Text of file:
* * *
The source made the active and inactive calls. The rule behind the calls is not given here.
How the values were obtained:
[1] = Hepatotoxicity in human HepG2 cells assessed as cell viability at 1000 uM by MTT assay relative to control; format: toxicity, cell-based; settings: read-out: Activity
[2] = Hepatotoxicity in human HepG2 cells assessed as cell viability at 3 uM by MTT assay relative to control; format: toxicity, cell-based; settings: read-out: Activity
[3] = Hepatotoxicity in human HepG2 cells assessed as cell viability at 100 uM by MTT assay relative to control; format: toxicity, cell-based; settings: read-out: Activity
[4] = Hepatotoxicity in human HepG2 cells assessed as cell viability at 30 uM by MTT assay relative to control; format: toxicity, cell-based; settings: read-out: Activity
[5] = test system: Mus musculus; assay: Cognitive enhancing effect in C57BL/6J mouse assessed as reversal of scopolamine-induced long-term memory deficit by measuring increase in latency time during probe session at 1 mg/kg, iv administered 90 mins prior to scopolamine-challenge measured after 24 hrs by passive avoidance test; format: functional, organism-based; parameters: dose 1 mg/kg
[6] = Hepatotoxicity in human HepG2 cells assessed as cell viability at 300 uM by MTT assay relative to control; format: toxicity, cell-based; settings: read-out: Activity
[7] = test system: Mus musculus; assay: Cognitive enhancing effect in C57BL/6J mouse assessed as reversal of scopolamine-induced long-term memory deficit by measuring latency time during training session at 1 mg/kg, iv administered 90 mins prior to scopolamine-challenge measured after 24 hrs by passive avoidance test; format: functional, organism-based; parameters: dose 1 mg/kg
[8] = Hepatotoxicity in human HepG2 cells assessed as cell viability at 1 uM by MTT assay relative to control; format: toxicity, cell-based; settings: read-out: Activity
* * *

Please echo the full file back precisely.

The source made the active and inactive calls. The rule behind the calls is not given here.
How the values were obtained:
[1] = Hepatotoxicity in human HepG2 cells assessed as cell viability at 1000 uM by MTT assay relative to control; format: toxicity, cell-based; settings: read-out: Activity
[2] = Hepatotoxicity in human HepG2 cells assessed as cell viability at 3 uM by MTT assay relative to control; format: toxicity, cell-based; settings: read-out: Activity
[3] = Hepatotoxicity in human HepG2 cells assessed as cell viability at 100 uM by MTT assay relative to control; format: toxicity, cell-based; settings: read-out: Activity
[4] = Hepatotoxicity in human HepG2 cells assessed as cell viability at 30 uM by MTT assay relative to control; format: toxicity, cell-based; settings: read-out: Activity
[5] = test system: Mus musculus; assay: Cognitive enhancing effect in C57BL/6J mouse assessed as reversal of scopolamine-induced long-term memory deficit by measuring increase in latency time during probe session at 1 mg/kg, iv administered 90 mins prior to scopolamine-challenge measured after 24 hrs by passive avoidance test; format: functional, organism-based; parameters: dose 1 mg/kg
[6] = Hepatotoxicity in human HepG2 cells assessed as cell viability at 300 uM by MTT assay relative to control; format: toxicity, cell-based; settings: read-out: Activity
[7] = test system: Mus musculus; assay: Cognitive enhancing effect in C57BL/6J mouse assessed as reversal of scopolamine-induced long-term memory deficit by measuring latency time during training session at 1 mg/kg, iv administered 90 mins prior to scopolamine-challenge measured after 24 hrs by passive avoidance test; format: functional, organism-based; parameters: dose 1 mg/kg
[8] = Hepatotoxicity in human HepG2 cells assessed as cell viability at 1 uM by MTT assay relative to control; format: toxicity, cell-based; settings: read-out: Activity